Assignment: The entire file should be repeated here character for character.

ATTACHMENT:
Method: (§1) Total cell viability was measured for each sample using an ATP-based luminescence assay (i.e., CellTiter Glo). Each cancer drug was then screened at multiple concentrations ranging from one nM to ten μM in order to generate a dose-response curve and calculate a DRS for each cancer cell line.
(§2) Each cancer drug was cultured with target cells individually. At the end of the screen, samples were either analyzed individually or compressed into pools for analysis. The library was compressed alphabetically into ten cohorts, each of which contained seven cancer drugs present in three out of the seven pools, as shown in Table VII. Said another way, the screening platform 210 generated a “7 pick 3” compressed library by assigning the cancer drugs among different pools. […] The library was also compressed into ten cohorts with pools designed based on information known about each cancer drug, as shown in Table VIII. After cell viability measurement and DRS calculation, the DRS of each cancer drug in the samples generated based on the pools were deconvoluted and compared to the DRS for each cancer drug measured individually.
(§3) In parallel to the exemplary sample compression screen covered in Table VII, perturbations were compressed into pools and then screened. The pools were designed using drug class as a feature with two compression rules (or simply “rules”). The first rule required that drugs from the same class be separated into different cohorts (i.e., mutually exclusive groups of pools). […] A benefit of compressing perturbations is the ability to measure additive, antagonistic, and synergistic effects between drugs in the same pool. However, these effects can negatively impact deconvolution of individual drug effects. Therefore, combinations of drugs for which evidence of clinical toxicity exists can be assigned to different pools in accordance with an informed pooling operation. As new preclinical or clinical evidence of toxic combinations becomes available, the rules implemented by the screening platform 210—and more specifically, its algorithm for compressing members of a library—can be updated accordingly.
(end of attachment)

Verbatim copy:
Method: (§1) Total cell viability was measured for each sample using an ATP-based luminescence assay (i.e., CellTiter Glo). Each cancer drug was then screened at multiple concentrations ranging from one nM to ten μM in order to generate a dose-response curve and calculate a DRS for each cancer cell line.
(§2) Each cancer drug was cultured with target cells individually. At the end of the screen, samples were either analyzed individually or compressed into pools for analysis. The library was compressed alphabetically into ten cohorts, each of which contained seven cancer drugs present in three out of the seven pools, as shown in Table VII. Said another way, the screening platform 210 generated a “7 pick 3” compressed library by assigning the cancer drugs among different pools. […] The library was also compressed into ten cohorts with pools designed based on information known about each cancer drug, as shown in Table VIII. After cell viability measurement and DRS calculation, the DRS of each cancer drug in the samples generated based on the pools were deconvoluted and compared to the DRS for each cancer drug measured individually.
(§3) In parallel to the exemplary sample compression screen covered in Table VII, perturbations were compressed into pools and then screened. The pools were designed using drug class as a feature with two compression rules (or simply “rules”). The first rule required that drugs from the same class be separated into different cohorts (i.e., mutually exclusive groups of pools). […] A benefit of compressing perturbations is the ability to measure additive, antagonistic, and synergistic effects between drugs in the same pool. However, these effects can negatively impact deconvolution of individual drug effects. Therefore, combinations of drugs for which evidence of clinical toxicity exists can be assigned to different pools in accordance with an informed pooling operation. As new preclinical or clinical evidence of toxic combinations becomes available, the rules implemented by the screening platform 210—and more specifically, its algorithm for compressing members of a library—can be updated accordingly.